1. For materials which incorporate cores or hollows in regular patterns (such as cored

brickwork, hollow blockwork and cored floor or wall panels), the tabulated material

densities and thermal conductivities are based on the gross density (mass divided by

external dimensions).

2. The R-Value of a material is determined by dividing the thickness of the material in

metres by the thermal conductivity in W/m.K.

BCA 2009 Volume One **Australian** **Building** **Codes** **Board** Page 426

Main Menu

ENERGY EFFICIENCY

Spec J1.2 – 2.

(b)

Deemed-to-Satisfy Provisions

Table 2b lists the R-Values considered to be achieved by air films and airspaces.

Table 2b TYPICAL R-VALUES FOR AIRSPACES AND AIR FILMS

Position of air space

1. Airspaces non-reflective unventilated

Direction of

heat flow

R-Value

In a roof with a pitch of not more than 5 0 Up 0.15

Down 0.22

In a roof with a ceiling that is parallel with a roof with a Up 0.15

pitch more than 5 0 and not more than 15 0

Down 0.21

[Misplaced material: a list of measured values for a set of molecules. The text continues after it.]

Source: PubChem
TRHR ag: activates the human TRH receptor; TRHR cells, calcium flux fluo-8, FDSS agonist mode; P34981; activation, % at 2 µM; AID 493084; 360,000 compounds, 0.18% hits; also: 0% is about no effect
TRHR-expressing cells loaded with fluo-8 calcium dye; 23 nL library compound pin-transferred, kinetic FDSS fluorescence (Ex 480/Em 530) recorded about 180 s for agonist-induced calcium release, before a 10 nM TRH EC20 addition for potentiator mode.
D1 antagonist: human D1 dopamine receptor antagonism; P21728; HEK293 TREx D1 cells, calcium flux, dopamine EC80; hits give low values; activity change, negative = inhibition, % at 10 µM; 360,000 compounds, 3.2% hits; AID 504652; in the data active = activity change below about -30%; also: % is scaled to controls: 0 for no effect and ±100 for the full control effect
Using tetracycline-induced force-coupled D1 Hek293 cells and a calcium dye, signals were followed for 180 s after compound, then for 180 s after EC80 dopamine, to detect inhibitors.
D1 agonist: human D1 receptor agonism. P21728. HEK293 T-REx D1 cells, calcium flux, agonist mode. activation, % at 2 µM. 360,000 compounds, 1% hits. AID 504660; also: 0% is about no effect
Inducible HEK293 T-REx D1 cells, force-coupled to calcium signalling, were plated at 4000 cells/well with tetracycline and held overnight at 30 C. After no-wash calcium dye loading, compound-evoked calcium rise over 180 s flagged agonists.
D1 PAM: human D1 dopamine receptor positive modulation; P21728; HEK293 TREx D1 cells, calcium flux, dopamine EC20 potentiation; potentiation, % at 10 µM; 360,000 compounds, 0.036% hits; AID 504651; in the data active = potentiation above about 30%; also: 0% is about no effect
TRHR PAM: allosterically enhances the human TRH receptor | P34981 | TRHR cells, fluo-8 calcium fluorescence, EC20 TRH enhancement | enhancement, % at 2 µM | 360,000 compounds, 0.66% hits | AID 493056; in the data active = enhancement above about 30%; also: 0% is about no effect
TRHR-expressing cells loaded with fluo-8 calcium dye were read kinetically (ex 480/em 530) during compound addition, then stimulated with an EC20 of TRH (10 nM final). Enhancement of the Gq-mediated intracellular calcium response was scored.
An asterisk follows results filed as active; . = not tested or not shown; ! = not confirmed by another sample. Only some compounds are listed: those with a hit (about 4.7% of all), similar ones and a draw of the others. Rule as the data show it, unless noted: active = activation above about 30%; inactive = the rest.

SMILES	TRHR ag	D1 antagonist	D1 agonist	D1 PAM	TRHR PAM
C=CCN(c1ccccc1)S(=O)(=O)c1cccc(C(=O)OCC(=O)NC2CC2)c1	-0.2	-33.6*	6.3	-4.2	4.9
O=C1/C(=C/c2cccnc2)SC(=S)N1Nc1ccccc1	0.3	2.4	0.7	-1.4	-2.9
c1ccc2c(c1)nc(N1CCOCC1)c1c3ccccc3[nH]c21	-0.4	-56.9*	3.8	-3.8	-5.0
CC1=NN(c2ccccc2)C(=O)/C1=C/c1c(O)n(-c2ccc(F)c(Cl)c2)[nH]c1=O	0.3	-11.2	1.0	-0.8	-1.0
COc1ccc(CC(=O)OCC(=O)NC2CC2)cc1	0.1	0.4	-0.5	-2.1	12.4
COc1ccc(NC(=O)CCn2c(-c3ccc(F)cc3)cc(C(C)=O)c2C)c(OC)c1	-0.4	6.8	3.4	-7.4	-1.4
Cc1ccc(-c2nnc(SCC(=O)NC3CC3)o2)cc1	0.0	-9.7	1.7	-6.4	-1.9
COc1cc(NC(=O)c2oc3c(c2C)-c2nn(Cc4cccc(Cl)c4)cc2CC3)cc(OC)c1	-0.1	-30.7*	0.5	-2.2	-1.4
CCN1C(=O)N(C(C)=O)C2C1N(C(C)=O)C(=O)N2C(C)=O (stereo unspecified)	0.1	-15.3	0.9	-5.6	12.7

In a roof with a ceiling that is parallel with a roof with a Up 0.15

pitch more than 22 0 and not more than 45 0

Down 0.18

In any roof space with a horizontal ceiling, with a pitch Up 0.18

more than 5 0

Down 0.218

In a wall Horizontal 0.17

2. Airspaces non-reflective ventilated

In any roof with a pitch not more than 5 0 and 100 mm

deep air space

Up

Nil

Down 0.19

In any roof space with a horizontal ceiling, with a pitch Up Nil

more than 5 0

Down 0.46

In a wall Horizontal 0.14

3. Air films – Still air

On a surface with a pitch of not more than 5 0 Up 0.11

Down 0.16

On a surface with a pitch of more than 5 0 and not more Up 0.11

than 30 0

On a surface with a pitch of more than 30 0 and not more

than 45 0

45° slope

Down 0.15

Up 0.11

Down 0.13

On a wall Horizontal 0.12

4. Air films – Moving air

Not more than 3 m/s wind Any direction 0.04

BCA 2009 Volume One **Australian** **Building** **Codes** **Board** Page 427

Main Menu

ENERGY EFFICIENCY

Spec J1.2 – 2.

Deemed-to-Satisfy Provisions

Table 2b TYPICAL R-VALUES FOR AIRSPACES AND AIR FILMS— continued

Position of air space

More than 3 m/s wind speed and not more than 7 m/s

wind speed

Direction of

heat flow

R-Value

Any direction 0.03

Note:

R-Values are for a temperature of 10°C and temperature difference of 15K.

(c)

The thermal properties considered to be achieved by reflective surfaces are—

(i) within a wall—

(A) with an inner reflective surface of 0.05 emittance and a 20 mm airspace to

the wall lining, an added R-Value of 0.48; and

(B) with an inner reflective surface of 0.05 emittance and a 70 mm airspace to